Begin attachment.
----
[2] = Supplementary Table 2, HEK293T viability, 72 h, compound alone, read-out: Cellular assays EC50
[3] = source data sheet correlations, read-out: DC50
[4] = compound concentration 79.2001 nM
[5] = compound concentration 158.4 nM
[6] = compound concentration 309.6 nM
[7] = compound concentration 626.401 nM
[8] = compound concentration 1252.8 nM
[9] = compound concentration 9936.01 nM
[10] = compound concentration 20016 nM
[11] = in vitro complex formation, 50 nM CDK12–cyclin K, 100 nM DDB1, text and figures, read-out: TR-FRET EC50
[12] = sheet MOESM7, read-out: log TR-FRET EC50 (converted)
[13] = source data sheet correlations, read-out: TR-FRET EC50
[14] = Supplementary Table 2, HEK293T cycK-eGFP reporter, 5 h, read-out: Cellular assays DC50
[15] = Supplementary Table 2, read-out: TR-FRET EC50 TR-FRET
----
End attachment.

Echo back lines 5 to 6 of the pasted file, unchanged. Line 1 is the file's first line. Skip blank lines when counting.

[6] = compound concentration 309.6 nM
[7] = compound concentration 626.401 nM